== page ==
Artisan Alley in Hopewell, VirginiaAnn Audrey Eliades Kirk sees beauty and business as a winning combination. She recently turned a century-old building in downtown Hopewell into a center for local artisans to display and sell their work. With help from the Longwood SBDC, Artisan Alley is already headed for success.

Artisan Alley is Ann’s third small business venture that shares beautification as a common thread. During the pandemic, she started organizing her home and then her friends’ homes. When friends tired of her tidying up their clutter, she transformed her hobby into an organizing service, Neat as Can Be. Ann also launched Waste Knot Trash, a residential trash service, with her husband and another couple. A logical progression was Artisan Alley, Ann’s first storefront business.

To help fund Artisan Alley, Ann entered a business pitch competition, “Homegrown for Hopewell,” offered by Hopewell Downtown Partnership (HDP).

“HDP told me about the SBDC, where I connected with SBDC Eastern Region Director Vandy Jones,” she explains. “He coached me for the competition and reviewed our numbers spreadsheet.”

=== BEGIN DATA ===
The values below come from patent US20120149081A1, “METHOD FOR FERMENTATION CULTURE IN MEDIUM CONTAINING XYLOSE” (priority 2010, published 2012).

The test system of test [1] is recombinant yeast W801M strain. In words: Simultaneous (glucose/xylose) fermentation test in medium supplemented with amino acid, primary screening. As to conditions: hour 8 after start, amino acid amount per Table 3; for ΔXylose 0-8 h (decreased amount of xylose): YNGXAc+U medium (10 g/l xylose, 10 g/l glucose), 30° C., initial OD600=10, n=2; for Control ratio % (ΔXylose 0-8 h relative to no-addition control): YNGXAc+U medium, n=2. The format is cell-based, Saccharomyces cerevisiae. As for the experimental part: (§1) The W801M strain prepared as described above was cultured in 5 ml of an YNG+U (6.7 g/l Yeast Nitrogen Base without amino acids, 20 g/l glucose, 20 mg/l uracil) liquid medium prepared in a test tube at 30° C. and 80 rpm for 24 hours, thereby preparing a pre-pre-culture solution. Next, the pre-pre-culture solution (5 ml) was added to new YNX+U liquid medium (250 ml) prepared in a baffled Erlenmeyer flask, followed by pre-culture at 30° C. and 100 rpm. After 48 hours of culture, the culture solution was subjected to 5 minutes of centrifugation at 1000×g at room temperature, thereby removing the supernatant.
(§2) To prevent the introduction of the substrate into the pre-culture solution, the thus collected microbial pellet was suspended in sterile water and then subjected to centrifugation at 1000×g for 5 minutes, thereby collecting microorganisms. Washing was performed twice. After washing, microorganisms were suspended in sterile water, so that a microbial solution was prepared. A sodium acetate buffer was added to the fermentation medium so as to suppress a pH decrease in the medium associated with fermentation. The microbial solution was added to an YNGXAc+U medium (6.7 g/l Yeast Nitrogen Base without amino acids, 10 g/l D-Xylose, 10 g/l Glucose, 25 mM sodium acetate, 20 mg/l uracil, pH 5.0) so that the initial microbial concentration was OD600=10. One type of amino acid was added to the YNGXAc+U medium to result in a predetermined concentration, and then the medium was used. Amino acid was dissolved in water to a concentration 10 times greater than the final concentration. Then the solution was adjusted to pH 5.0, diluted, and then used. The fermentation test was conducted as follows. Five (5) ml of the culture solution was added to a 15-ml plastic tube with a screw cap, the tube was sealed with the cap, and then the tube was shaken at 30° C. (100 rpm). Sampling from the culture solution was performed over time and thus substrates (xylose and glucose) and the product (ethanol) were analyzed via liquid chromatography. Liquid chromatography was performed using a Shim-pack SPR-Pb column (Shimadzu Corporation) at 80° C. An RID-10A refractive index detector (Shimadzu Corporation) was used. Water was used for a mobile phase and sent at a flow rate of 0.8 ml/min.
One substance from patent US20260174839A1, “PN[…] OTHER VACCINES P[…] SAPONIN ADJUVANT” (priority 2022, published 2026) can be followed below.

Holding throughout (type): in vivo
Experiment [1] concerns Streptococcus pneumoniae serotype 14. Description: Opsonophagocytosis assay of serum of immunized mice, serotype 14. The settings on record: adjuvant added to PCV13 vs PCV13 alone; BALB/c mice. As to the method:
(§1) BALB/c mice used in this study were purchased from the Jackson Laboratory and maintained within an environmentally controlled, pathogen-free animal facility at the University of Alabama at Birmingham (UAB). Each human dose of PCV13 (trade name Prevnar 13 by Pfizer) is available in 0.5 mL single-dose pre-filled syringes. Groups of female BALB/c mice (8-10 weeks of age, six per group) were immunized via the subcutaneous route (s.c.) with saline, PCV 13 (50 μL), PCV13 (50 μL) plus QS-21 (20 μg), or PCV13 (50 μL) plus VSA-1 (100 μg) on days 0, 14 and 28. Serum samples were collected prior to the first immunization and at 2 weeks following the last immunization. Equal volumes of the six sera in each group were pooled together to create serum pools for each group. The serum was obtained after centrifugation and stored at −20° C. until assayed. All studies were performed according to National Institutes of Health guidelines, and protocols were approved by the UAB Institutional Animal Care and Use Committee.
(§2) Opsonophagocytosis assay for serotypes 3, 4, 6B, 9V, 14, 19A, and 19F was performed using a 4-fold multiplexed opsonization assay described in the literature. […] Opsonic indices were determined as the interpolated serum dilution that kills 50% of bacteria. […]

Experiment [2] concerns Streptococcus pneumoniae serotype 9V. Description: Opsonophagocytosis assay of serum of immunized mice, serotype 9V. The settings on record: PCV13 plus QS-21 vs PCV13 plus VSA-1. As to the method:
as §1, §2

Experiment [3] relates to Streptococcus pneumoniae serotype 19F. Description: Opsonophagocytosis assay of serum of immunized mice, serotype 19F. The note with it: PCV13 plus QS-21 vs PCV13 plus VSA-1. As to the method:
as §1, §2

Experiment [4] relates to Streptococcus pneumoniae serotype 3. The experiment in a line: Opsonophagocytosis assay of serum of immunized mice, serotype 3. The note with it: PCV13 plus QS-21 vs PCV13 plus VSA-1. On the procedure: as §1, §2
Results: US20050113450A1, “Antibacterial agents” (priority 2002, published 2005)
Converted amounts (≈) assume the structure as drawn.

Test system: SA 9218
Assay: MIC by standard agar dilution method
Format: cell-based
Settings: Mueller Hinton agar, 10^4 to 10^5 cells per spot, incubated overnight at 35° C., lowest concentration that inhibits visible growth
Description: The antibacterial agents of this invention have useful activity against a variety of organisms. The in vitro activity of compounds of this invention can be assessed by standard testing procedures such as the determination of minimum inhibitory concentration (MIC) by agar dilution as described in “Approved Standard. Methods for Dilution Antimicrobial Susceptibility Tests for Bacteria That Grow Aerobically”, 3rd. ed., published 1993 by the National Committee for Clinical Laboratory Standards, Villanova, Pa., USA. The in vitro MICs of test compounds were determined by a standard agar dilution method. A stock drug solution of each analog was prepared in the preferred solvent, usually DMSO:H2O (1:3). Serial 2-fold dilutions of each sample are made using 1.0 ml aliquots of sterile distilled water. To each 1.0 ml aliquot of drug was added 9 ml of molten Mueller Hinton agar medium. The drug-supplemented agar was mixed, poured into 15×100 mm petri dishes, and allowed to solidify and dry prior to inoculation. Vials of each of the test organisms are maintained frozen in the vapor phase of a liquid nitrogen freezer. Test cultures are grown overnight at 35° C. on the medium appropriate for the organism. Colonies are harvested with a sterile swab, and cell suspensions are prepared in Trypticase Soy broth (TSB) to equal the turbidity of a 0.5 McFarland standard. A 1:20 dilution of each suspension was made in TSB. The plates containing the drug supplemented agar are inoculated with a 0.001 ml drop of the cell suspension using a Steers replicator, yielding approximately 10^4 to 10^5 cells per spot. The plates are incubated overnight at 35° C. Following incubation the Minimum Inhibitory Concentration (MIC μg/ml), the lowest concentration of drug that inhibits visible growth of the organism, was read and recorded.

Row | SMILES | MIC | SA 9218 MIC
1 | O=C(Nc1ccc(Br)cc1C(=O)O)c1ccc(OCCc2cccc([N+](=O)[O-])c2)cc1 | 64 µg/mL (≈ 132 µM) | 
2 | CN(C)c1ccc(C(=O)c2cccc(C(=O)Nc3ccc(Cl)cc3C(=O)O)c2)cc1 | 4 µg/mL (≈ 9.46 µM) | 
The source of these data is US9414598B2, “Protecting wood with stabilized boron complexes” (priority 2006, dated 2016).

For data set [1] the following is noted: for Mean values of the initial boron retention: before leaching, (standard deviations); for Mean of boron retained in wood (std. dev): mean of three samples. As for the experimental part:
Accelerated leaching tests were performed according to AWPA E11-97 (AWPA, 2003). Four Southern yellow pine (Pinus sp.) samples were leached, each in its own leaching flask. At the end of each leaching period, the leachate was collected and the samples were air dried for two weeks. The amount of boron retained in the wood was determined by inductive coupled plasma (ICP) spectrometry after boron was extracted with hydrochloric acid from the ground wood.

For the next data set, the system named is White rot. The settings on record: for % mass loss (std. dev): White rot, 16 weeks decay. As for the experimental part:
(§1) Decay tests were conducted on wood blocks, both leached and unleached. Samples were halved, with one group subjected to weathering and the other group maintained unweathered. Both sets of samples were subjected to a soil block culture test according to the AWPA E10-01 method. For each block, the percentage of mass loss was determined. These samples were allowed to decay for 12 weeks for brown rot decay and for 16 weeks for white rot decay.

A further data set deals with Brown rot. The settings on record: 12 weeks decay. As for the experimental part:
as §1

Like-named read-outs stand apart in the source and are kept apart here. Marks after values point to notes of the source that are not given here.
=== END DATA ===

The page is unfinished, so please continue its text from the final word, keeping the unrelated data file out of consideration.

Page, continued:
Preparation paid off; Artisan Alley, one of three winners in the competition, received a $12,000 grant. The store officially opened its doors in September 2022.

“We currently offer crafted items from 65-plus artisans who come from as far away as Cape Charles and Palmyra,” Ann relates.

A former teacher, Ann made sure to include education in her business plan.

“We have classes for adults and children, story time and special events like ‘Breakfast with the Easter Bunny,’” Ann says. “I do story time, while our artisans come in to teach the classes.”

Ann Audrey Eliades Kirk, owner of Artisan AlleyWhile Ann is still the store’s sole employee, she plans to add more as business increases.

“Vandy continues to meet with me and offer suggestions on raising business awareness in the community,” she adds. “He recently suggested a Facebook page raffle to encourage followers to share our page.”

Vandy also encouraged a website as a base for those who don’t have Facebook or Instagram. In order to ensure input on the special concerns of a retail business, he connected Ann with SBDC Retail Specialist Katherine Beale.

“She visited Artisan Alley and provided tips on changing up the store to provide new looks for shoppers and effective use of window displays,” Ann relates. “Business has grown since we opened, thanks to SBDC advice.”

Ann appreciates SBDC emails offering workshops and classes.

“When I have the chance, I’ll sign up for some of them,” she adds. “Based on the great help we’ve had so far, it can only benefit us.”

Ann is pleased with the SBDC connections she’s made and plans to keep them.

“The confidence of knowing the SBDC is only an email or phone call away is huge,” Ann concludes. “I want to thank Vandy and the SBDC for holding my hand as the business continues to grow.”